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Fixing the internet

Back in 2016 Kim Kardashian became the inaugural winner of The Webby Awards’ ‘Break the Internet’ award, having – as they put it – “shaped our understanding of how someone or something can draw the popular attention of internet users”. One nomination for this year’s competition could be the outgoing president of the US, whose ban from Twitter and other social media platforms after riots in Washington DC this week has sparked further controversy, and may really have broken the internet.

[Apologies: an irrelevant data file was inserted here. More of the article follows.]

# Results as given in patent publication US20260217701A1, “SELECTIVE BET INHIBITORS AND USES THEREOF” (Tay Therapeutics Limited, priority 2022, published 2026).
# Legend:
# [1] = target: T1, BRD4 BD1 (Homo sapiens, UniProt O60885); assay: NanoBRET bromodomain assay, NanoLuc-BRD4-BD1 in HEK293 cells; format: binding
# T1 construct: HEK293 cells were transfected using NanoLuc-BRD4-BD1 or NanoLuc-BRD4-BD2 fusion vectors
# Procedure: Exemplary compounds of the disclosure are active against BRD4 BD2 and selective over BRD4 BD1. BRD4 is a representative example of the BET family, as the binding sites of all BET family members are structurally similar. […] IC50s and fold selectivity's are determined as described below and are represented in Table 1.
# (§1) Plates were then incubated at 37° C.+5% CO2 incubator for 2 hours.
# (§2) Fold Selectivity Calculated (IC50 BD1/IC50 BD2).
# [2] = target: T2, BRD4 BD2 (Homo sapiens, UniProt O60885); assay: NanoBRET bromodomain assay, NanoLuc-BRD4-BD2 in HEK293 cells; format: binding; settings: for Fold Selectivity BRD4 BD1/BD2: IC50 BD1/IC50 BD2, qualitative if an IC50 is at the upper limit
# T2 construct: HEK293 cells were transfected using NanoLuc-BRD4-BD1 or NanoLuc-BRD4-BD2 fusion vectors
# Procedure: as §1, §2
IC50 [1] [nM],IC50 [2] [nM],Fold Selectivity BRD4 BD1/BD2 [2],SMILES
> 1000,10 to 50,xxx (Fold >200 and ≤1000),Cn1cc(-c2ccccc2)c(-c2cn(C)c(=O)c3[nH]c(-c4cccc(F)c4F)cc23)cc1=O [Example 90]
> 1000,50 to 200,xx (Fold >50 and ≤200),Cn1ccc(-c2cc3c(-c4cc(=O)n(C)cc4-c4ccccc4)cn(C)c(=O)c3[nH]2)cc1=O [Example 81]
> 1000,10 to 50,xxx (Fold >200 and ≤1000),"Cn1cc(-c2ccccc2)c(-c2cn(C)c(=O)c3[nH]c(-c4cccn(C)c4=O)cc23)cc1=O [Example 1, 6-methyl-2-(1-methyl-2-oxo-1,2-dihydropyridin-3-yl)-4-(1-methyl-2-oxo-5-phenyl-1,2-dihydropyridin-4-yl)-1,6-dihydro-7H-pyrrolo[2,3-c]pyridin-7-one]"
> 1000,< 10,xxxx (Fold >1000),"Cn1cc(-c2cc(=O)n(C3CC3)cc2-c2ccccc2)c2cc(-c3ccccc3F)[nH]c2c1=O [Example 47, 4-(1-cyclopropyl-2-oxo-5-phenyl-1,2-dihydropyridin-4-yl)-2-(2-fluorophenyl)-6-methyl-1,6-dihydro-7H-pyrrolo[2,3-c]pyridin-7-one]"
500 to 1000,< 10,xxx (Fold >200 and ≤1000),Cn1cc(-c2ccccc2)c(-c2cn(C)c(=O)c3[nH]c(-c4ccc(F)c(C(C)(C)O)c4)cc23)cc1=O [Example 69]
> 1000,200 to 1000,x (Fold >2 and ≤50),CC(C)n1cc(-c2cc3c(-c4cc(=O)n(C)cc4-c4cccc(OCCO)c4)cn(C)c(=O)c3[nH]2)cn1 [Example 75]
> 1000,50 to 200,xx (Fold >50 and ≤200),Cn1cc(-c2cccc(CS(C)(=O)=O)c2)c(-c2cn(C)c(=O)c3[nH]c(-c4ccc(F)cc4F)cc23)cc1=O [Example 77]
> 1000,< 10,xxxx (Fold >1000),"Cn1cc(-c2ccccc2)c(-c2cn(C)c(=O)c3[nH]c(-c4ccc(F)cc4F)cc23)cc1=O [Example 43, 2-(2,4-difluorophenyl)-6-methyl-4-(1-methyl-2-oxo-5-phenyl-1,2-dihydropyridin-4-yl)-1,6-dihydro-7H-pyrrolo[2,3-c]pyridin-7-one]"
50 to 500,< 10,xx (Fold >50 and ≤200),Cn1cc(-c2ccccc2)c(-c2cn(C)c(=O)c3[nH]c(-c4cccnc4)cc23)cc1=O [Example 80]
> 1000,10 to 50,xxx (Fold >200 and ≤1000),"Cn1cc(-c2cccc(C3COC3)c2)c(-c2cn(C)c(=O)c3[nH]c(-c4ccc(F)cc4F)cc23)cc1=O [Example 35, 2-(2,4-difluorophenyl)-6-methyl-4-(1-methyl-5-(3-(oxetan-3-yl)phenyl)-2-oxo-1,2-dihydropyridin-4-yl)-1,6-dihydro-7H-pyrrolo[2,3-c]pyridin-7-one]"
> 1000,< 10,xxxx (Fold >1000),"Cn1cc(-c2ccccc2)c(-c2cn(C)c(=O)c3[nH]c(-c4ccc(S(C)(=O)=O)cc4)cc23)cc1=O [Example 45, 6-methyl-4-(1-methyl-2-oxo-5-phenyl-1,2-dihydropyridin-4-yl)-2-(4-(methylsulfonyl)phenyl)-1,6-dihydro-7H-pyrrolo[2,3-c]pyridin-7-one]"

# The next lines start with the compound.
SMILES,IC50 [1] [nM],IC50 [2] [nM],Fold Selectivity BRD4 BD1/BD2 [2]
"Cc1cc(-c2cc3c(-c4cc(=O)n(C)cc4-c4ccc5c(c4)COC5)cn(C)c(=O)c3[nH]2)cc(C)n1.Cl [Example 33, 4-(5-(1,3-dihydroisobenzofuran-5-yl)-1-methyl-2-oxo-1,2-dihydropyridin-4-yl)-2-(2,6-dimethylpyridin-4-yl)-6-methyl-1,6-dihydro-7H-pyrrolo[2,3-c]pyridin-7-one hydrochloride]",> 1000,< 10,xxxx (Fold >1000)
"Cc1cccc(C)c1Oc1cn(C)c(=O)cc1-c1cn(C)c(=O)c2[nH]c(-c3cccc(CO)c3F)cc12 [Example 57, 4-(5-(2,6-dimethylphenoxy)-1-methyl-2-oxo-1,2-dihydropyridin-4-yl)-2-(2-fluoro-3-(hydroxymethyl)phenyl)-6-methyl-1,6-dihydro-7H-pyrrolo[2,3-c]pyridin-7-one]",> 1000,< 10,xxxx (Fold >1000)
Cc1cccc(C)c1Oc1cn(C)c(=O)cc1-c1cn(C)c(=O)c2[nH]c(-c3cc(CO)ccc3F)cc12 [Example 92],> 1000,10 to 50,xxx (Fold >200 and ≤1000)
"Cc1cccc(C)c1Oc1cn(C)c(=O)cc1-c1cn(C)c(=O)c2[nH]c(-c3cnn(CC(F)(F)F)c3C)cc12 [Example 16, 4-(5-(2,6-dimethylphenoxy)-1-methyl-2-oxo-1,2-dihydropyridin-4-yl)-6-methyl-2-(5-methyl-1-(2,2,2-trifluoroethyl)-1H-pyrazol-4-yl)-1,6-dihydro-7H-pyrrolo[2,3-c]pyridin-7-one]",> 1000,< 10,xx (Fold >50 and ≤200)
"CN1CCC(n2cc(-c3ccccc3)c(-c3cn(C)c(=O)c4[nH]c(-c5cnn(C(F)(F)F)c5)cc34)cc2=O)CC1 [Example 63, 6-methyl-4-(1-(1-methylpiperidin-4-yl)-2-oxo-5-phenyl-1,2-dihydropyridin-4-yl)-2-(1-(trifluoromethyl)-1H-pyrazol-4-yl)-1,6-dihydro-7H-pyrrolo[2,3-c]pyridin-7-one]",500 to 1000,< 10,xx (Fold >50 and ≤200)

Like Ms Kardashian, Donald Trump had built up an enormous following on social media, racking up 88.3m. And in many ways, his tweets define his presidency: incoherent (remember “covfefe”?), often confrontational, and loved and loathed in equal measure. But for all the criticism that his enthusiasm for Twitter was unbecoming of the leader of the free world, social media sits squarely at the heart of all modern political campaigning. In fact, a combined $200m was spent by candidates on Facebook advertising during the US presidential election, accelerating a trend that first captured attention after the EU referendum and the Cambridge Analytica saga. A combined $81m was spent by Donald Trump and Hillary Clinton in 2016 – far more than was estimated to have been spent by Russia to help Trump ‘steal’ that election. 

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